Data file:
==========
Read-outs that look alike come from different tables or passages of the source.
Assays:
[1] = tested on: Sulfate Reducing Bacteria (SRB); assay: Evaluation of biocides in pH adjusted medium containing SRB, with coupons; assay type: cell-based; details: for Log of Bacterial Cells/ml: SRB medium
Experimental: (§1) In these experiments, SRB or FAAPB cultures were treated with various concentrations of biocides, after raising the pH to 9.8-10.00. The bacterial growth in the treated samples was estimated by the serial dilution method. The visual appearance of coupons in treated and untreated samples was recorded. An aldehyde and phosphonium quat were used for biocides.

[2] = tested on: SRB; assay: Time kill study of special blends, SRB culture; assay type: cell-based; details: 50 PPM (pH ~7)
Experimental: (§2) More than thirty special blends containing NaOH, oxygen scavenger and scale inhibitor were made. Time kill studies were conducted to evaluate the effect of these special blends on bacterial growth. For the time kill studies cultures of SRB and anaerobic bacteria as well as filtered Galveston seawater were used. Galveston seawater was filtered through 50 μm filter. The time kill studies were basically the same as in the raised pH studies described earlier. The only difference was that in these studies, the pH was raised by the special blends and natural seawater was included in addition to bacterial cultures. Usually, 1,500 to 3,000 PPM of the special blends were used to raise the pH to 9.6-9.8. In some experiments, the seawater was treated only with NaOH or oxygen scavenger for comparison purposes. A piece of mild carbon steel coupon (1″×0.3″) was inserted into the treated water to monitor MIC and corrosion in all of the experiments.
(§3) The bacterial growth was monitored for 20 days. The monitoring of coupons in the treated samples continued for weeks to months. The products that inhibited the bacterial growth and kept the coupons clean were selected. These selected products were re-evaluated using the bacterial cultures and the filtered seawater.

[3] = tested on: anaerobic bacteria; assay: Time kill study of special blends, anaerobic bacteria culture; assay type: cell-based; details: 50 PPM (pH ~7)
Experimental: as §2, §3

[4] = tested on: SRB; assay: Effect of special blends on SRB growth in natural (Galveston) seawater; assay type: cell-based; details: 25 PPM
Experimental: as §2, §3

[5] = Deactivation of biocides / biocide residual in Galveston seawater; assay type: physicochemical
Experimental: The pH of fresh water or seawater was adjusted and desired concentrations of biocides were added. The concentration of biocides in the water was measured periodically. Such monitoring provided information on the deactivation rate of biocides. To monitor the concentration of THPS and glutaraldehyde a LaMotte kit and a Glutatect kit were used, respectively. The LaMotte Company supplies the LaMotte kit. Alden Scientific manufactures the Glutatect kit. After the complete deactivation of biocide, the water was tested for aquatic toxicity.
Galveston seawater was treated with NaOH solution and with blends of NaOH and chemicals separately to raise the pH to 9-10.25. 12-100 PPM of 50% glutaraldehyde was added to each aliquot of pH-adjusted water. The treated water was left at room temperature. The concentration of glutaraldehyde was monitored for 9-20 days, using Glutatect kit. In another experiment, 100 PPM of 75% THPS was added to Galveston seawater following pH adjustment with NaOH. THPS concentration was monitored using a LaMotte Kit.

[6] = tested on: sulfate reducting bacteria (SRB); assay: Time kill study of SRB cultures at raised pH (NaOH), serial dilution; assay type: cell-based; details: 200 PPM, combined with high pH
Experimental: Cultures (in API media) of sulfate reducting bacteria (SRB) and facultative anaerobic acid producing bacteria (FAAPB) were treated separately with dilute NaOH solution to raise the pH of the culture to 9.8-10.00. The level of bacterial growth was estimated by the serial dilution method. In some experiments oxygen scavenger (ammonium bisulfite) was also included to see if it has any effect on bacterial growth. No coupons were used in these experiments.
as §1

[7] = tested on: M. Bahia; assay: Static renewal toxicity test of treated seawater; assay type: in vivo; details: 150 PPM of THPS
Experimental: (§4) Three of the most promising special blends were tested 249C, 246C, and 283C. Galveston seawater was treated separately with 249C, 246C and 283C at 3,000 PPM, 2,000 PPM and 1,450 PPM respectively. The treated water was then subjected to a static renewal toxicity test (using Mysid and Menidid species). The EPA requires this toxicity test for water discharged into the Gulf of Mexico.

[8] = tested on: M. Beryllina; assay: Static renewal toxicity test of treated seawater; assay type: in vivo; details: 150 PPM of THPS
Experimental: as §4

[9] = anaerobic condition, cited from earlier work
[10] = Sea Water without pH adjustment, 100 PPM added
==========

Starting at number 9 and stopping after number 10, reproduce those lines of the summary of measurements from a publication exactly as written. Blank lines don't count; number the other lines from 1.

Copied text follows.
Experimental: as §2, §3

[4] = tested on: SRB; assay: Effect of special blends on SRB growth in natural (Galveston) seawater; assay type: cell-based; details: 25 PPM